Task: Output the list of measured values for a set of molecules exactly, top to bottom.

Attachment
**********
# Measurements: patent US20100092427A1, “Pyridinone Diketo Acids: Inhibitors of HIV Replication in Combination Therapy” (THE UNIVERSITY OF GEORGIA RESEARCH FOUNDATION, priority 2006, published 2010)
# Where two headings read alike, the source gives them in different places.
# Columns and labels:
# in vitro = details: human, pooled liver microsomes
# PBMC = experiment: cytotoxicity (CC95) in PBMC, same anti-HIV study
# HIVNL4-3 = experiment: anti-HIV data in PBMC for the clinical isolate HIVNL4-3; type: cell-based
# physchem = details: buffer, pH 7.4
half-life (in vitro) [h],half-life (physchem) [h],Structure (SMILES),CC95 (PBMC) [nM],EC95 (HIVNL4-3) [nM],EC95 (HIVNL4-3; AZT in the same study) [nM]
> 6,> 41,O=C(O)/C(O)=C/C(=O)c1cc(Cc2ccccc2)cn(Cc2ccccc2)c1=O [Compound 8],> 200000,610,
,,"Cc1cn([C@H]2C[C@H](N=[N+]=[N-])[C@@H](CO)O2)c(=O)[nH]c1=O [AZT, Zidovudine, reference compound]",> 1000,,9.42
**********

# Measurements: patent US20100092427A1, “Pyridinone Diketo Acids: Inhibitors of HIV Replication in Combination Therapy” (THE UNIVERSITY OF GEORGIA RESEARCH FOUNDATION, priority 2006, published 2010)
# Where two headings read alike, the source gives them in different places.
# Columns and labels:
# in vitro = details: human, pooled liver microsomes
# PBMC = experiment: cytotoxicity (CC95) in PBMC, same anti-HIV study
# HIVNL4-3 = experiment: anti-HIV data in PBMC for the clinical isolate HIVNL4-3; type: cell-based
# physchem = details: buffer, pH 7.4
half-life (in vitro) [h],half-life (physchem) [h],Structure (SMILES),CC95 (PBMC) [nM],EC95 (HIVNL4-3) [nM],EC95 (HIVNL4-3; AZT in the same study) [nM]
> 6,> 41,O=C(O)/C(O)=C/C(=O)c1cc(Cc2ccccc2)cn(Cc2ccccc2)c1=O [Compound 8],> 200000,610,
,,"Cc1cn([C@H]2C[C@H](N=[N+]=[N-])[C@@H](CO)O2)c(=O)[nH]c1=O [AZT, Zidovudine, reference compound]",> 1000,,9.42